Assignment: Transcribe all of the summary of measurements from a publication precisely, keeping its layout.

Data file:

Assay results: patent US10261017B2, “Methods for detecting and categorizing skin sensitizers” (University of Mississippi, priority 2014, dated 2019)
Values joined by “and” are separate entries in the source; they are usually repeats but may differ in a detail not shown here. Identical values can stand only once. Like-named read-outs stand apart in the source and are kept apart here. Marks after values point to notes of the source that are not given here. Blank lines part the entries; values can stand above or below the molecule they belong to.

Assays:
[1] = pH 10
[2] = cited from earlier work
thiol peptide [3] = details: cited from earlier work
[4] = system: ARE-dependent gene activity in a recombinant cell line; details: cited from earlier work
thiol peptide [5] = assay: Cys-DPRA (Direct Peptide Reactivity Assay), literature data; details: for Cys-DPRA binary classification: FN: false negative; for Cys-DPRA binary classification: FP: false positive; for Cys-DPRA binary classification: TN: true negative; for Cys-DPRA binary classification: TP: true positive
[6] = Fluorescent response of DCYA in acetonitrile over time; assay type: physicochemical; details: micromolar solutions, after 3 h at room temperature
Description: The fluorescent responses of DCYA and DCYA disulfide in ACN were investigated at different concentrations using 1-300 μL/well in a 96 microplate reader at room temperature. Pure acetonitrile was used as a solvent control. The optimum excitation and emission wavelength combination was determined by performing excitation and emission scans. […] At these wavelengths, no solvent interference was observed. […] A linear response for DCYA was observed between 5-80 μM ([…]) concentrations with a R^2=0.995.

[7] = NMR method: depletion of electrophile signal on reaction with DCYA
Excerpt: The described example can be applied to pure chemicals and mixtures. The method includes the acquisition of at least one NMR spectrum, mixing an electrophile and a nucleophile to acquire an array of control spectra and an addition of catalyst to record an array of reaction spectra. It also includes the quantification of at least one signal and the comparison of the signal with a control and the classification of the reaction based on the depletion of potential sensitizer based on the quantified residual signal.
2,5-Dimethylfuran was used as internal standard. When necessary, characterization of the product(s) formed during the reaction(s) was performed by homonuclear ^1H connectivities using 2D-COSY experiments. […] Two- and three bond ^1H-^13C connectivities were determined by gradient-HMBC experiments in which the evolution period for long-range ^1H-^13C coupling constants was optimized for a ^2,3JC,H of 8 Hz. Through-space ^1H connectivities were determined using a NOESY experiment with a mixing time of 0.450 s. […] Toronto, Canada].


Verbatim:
Assay results: patent US10261017B2, “Methods for detecting and categorizing skin sensitizers” (University of Mississippi, priority 2014, dated 2019)
Values joined by “and” are separate entries in the source; they are usually repeats but may differ in a detail not shown here. Identical values can stand only once. Like-named read-outs stand apart in the source and are kept apart here. Marks after values point to notes of the source that are not given here. Blank lines part the entries; values can stand above or below the molecule they belong to.

Assays:
[1] = pH 10
[2] = cited from earlier work
thiol peptide [3] = details: cited from earlier work
[4] = system: ARE-dependent gene activity in a recombinant cell line; details: cited from earlier work
thiol peptide [5] = assay: Cys-DPRA (Direct Peptide Reactivity Assay), literature data; details: for Cys-DPRA binary classification: FN: false negative; for Cys-DPRA binary classification: FP: false positive; for Cys-DPRA binary classification: TN: true negative; for Cys-DPRA binary classification: TP: true positive
[6] = Fluorescent response of DCYA in acetonitrile over time; assay type: physicochemical; details: micromolar solutions, after 3 h at room temperature
Description: The fluorescent responses of DCYA and DCYA disulfide in ACN were investigated at different concentrations using 1-300 μL/well in a 96 microplate reader at room temperature. Pure acetonitrile was used as a solvent control. The optimum excitation and emission wavelength combination was determined by performing excitation and emission scans. […] At these wavelengths, no solvent interference was observed. […] A linear response for DCYA was observed between 5-80 μM ([…]) concentrations with a R^2=0.995.

[7] = NMR method: depletion of electrophile signal on reaction with DCYA
Excerpt: The described example can be applied to pure chemicals and mixtures. The method includes the acquisition of at least one NMR spectrum, mixing an electrophile and a nucleophile to acquire an array of control spectra and an addition of catalyst to record an array of reaction spectra. It also includes the quantification of at least one signal and the comparison of the signal with a control and the classification of the reaction based on the depletion of potential sensitizer based on the quantified residual signal.
2,5-Dimethylfuran was used as internal standard. When necessary, characterization of the product(s) formed during the reaction(s) was performed by homonuclear ^1H connectivities using 2D-COSY experiments. […] Two- and three bond ^1H-^13C connectivities were determined by gradient-HMBC experiments in which the evolution period for long-range ^1H-^13C coupling constants was optimized for a ^2,3JC,H of 8 Hz. Through-space ^1H connectivities were determined using a NOESY experiment with a mixing time of 0.450 s. […] Toronto, Canada].